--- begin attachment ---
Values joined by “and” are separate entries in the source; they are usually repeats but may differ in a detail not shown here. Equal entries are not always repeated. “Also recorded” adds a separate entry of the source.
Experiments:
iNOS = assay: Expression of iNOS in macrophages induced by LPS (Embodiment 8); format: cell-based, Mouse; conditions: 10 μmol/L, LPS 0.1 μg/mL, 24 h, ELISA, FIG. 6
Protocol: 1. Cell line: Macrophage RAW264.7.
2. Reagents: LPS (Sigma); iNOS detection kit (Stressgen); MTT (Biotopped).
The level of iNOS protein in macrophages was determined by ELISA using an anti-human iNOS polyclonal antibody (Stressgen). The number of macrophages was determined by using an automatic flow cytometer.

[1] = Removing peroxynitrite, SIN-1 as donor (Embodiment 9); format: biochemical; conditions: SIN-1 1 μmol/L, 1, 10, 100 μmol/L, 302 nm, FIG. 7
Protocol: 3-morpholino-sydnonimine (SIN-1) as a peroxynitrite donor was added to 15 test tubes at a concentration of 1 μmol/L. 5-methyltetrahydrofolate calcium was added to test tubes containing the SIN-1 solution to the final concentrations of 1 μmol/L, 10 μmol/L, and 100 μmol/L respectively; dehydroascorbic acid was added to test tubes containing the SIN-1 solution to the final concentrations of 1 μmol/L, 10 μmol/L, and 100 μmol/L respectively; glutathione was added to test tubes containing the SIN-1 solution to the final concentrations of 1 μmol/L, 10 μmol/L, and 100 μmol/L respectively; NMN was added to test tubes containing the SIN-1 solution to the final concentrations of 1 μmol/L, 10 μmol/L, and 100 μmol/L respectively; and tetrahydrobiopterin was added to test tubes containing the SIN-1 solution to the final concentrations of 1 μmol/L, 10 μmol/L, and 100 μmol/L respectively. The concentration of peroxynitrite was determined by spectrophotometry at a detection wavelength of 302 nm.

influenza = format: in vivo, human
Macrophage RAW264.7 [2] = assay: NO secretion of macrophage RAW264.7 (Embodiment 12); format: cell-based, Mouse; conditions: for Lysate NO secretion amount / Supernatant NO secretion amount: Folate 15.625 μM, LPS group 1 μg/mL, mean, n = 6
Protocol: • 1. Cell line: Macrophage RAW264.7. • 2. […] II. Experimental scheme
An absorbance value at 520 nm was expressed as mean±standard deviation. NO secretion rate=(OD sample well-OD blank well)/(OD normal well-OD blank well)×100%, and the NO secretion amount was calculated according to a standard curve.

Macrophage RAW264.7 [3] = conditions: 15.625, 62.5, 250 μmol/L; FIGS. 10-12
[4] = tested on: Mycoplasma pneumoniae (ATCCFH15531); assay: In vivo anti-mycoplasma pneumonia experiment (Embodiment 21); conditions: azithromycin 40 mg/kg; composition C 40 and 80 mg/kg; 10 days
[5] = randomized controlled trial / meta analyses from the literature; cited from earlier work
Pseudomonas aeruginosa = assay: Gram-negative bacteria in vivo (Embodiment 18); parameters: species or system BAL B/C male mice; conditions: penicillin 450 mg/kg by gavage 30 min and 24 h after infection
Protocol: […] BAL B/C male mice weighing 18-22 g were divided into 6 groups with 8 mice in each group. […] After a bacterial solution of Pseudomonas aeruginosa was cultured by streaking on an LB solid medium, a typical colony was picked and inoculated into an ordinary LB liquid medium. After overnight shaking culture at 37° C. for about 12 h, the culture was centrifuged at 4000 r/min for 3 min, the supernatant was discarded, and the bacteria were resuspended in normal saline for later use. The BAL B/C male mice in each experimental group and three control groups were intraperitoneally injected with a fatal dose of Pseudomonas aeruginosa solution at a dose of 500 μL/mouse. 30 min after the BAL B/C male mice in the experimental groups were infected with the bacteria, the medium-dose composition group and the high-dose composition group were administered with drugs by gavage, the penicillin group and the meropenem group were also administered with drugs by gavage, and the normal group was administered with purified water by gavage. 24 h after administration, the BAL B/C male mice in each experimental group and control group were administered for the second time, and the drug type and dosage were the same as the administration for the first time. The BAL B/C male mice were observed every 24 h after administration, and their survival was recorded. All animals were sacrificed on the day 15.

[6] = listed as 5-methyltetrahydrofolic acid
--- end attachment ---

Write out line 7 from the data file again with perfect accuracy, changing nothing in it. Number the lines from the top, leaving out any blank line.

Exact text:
[1] = Removing peroxynitrite, SIN-1 as donor (Embodiment 9); format: biochemical; conditions: SIN-1 1 μmol/L, 1, 10, 100 μmol/L, 302 nm, FIG. 7